‘The Dark’ remembered amid tension over new book
‘The Dark’ remembered amid tension over new book

Several hundred republicans gathered yesterday at a commemoration to mark the second anniversary of the death of former IRA man Brendan ‘The Dark’ Hughes.

About a hundred of Brendan’s family, friends and comrades turned out on a freezing Sunday morning for a a wreath-laying ceromony in the Garden of Rememberance in Brendan’s native Lower Falls.

Mlogger and a former comrade of the Dark Anthony McIntyre wrote: “During the Blanket protest the blanket men, most barely out of their teens or still in them, would sing a song: ‘we’ll follow the old man wherever he wants to go, wherever he wants to go.’

“It was a song that was really sung from the cells, not a spoof about a song being sung in the H-Blocks before the song was ever written as one well known Walter tried to dupe us into believing a while back.

“The ‘old man’ was Brendan Hughes who was in fact anything but an old man. Only 29 when he embarked upon the blanket protest, Brendan was in the prime of life and brimming over with radical vitality which he never allowed slip into fanaticism.

“The Dark would laugh at the thought of us who were so willing to follow him as he led us through those daunting arduous years of prison protest, no longer being as eager today to follow him - quite prepared to wait our turn or put it off for as long as possible. ‘Such is life’ would be his summing up of our sense of contentment to remain where we are. We can face death when it comes - so long as it doesn’t come for a while.

“A republican icon in those heady and challenging days he possessed charisma and charm in abundance but was never flash. He had an unassuming character which saw him shun the bright neon for the quietude of ordinary people.”

Mr Hughes is to feature heavily in a forthcoming book by controversial political author Ed Moloney. ‘Voices from the Grave’ will go on sale on April 1 and much of it is based on interviews with the former hunger striker.

Mr Hughes is believed to have revealed detailed accounts of his time in the Provisional IRA as the head of lower Falls D Company, given to Boston University before his death in February 2008.

It has been reported that there will be details about his former close friend, the Sinn Fein President Gerry Adams. Prior to his death Hughes had been a vocal opponent of the political direction taken by Sinn Fein.


The imminent publication of the book was blamed for a bitter exchange between prominent republican Dolours Price and Sinn Fein President Gerry Adams late last week.

Last week, it was revealed that Ms Price, once a senior figure in the Provisional IRA and a former comrade of ‘the Dark’, had contacted the commission to try to find the bodies of three missing victims from the conflict.

She also repeated an allegation that Mr Adams had been her ‘O/C’ [Officer Commanding] in the IRA.

Mr Adams has always denied being a member of the IRA, a matter of some provocation and suspicion to hardline republicans.

Since its foundation, membership of the Provisional IRA has been illegal, although in recent years it has been ‘despecified’, effectively ruling out prosecution for membership.

Ms Price also revealed that she had suffered from post-traumatic stress arising from her time in the IRA and her subsequent imprisonment in England, during which she was force fed while on hunger strike.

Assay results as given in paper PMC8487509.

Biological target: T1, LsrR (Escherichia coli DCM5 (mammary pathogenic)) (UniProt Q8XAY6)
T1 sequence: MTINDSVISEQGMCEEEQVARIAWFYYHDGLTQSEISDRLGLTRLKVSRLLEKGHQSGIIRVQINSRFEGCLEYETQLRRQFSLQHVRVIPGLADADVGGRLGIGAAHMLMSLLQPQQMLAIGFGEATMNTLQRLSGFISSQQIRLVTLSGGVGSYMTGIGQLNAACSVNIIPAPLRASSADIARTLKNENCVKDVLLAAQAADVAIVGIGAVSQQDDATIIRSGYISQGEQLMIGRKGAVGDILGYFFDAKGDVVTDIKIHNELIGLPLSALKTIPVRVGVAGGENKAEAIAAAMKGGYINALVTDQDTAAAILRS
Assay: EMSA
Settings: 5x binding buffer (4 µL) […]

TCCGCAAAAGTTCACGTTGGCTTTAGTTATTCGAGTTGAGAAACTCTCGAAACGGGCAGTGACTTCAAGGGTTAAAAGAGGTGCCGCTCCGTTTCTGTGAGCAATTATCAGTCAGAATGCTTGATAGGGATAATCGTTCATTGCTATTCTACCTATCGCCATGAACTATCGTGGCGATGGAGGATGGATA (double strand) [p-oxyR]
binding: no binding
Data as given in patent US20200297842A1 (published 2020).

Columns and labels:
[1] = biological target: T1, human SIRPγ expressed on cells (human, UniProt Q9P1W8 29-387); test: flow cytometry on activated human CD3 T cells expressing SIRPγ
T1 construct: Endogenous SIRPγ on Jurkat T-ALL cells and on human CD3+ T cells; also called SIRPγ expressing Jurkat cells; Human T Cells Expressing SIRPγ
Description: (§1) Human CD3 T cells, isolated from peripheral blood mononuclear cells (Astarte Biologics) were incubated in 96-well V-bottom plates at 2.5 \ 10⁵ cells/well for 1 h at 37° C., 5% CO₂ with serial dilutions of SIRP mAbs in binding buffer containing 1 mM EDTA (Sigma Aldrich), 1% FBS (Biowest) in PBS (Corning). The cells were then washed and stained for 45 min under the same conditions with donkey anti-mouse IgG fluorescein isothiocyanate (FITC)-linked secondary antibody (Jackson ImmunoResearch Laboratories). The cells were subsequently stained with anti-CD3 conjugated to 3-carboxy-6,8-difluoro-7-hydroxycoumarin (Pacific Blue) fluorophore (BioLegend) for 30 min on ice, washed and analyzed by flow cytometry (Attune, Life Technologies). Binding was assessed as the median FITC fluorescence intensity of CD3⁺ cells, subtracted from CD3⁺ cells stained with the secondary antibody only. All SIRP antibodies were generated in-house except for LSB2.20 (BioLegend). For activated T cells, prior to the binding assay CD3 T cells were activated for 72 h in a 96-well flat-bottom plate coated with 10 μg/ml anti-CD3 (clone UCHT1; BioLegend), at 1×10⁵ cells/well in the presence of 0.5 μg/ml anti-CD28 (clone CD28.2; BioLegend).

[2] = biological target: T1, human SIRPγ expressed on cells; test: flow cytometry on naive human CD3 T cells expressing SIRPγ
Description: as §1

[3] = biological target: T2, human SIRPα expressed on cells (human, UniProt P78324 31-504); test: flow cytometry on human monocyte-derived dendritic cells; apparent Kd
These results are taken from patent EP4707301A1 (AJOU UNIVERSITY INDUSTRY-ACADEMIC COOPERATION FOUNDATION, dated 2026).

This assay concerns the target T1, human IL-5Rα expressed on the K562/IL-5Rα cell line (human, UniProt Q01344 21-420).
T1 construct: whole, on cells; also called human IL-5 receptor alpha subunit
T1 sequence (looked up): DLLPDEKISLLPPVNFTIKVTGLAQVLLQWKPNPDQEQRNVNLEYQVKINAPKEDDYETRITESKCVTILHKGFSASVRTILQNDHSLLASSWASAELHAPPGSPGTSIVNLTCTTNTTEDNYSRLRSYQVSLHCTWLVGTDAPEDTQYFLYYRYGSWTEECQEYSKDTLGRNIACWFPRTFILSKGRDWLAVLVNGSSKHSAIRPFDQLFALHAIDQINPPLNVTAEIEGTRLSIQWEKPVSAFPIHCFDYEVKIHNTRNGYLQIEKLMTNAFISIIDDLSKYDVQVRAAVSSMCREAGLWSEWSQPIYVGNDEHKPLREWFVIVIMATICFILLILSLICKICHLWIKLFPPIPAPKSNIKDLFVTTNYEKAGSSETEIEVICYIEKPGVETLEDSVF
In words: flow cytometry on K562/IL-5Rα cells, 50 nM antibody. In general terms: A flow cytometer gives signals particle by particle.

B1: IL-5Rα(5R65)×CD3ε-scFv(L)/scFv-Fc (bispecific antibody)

On Friday, Mr Adams said he was “moved” by her admission that she is suffering post-traumatic stress, but he said she should take responsibility for her own actions.

He said Ms Price, a sister of 32 County Sovereignty spokeswoman Marion Price, was a long-standing opponent of the peace process who had “set herself against the Sinn Fein leadership”.

There were other “former vulnerable republican activists” who had or were suffering trauma and who have been “cynically exploited” by some elements of the media, he added.

Speaking at the unveiling of a mural in west Belfast, Mr Adams said: “There are lots of citizens who served in the IRA and they did so diligently and to the best of their ability.

“When they had finished that they went back into civilian life, and got on with their lives, and some continue to be involved in politics through community organisations or Sinn Fein or other organisations.

“Many of them suffered imprisonment injury or the loss of friends and comrades. All can look back on their IRA involvement with pride.

“Some disagree profoundly with the Sinn Fein leadership, for reasons of vanity and ego; others because they disagreed with the direction the struggle has gone, and it is clear also that some people have been traumatised as part of their experience in the IRA. And by her own admission Dolours appears to be one of those.

“I think we have a duty of solidarity to all former combatants, as we would with anyone coming out of conflict.

“It is also important that we don’t lose sight of the people who were killed and buried by the IRA - and there has been an ongoing effort to get those remains back. I think we have to be very measured about how we deal with all of these events.

“Dolours has set her self against the Sinn Fein leadership on many occasions. But I was very moved by her admission that she is suffering from trauma.

“There obviously are issues that she has to find closure on for herself and there’s no point anyone in these situations blaming anyone else - it’s up to her and she needs support to come to terms with all of this.”

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